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Bella.que.arte Fails to Satisfy

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On March 10, 2011, the University of Puerto Rico took a short break from its social and political unrest to hold an erotic art exhibit.  Sadly, it failed to live up to its potential.

The show, titled “Bella.que.arte” as a play on words in slang, meant to “sex you up” through art. It was held in the Fine Arts building of the university, three days after a crowd of protesting students attacked the president of the institution.

At the moment, the country was yet again debating the ethics of the protests taking place and the future of the university. The scene was set with the expectation for some truly controversial, shocking, disgusting, and absolutely perverted works of art. However, the majority of the pieces were tame, with exception to a pair of tits on display and a few other gaudy pieces that dared to be explicit. Even so, the showcase  had some gorgeous pieces that shone through their artistic style and the talent of the artists involved. All of the art on display was done by students of the university.

Each piece of work had a scrap of paper next to it, where the spectator could write a comment. Most of the pieces were mixed-media and were done on a simple piece of canvas paper, while a few were erotic photographs and one was a video projected onto the wall of the building. Some of the pieces were blatant depictions of sex and masturbation, but most were beautiful paintings that featured the naked body.

As I walked through the two hallways used for the exhibit, I never found myself thinking “How could they?!” as I was really hoping to do. I went there hoping to be shocked and awed, maybe even feeling a little dirty, but the only reactions I had was: “That’s it?”. As I passed from painting to painting, I noticed that the comment cards reflected the same sentiment; one even included the forbidden word: “cliché”.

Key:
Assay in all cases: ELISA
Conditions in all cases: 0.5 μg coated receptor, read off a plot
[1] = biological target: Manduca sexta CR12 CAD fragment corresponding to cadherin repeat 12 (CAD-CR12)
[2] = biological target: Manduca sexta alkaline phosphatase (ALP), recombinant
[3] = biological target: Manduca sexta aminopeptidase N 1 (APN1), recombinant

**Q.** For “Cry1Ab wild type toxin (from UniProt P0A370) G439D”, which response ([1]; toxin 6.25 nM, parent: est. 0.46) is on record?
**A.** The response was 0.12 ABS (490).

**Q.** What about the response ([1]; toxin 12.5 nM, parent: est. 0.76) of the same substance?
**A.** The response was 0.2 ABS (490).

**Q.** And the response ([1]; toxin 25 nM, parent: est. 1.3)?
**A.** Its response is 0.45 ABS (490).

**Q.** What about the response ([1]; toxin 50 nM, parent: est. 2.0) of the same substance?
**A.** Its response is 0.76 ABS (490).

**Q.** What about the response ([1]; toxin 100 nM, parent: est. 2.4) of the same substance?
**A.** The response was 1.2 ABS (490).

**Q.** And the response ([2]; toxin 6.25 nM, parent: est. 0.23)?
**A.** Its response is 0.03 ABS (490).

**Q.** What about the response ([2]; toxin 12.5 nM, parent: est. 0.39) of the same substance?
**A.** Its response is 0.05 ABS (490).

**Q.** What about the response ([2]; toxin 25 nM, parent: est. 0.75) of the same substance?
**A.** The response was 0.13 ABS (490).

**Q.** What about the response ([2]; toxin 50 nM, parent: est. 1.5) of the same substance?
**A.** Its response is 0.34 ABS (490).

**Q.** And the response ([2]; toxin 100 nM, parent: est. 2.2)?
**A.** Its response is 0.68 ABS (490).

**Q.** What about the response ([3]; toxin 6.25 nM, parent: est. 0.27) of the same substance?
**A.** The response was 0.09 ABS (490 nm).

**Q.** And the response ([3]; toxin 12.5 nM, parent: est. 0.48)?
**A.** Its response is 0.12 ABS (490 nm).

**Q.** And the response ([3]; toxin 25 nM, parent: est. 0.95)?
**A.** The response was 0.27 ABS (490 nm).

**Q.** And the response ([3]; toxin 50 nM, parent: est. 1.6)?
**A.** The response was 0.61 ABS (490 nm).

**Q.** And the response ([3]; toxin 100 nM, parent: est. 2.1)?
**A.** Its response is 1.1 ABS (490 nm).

All in all, at the end of the night, I felt that the show fell short of what could have been accomplished: I was able to see all of the work within a half hour, and at the end I was left with metaphorical blue balls.

About Praia Westerband

Praia Westerband has written 5 post in this blog.

Teacher, sculptor, foodie, and artist in the making. Born in Bayamón, Puerto Rico, and raised in New York City. Dreamed of studying Literature, but ended up getting her B.A. in Psychology at Inter Metro and her Masters in Mental Health Counseling at the University of Phoenix. Currently an English teacher and art student, dying to move to New York again so she can study Art Therapy.

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  1. “All in all, at the end of the night, I felt that the show fell short of what could have been accomplished: I was able to see all of the work within a half hour, and at the end I was left with metaphorical blue balls.” Nothing can be more dissapointing than that.

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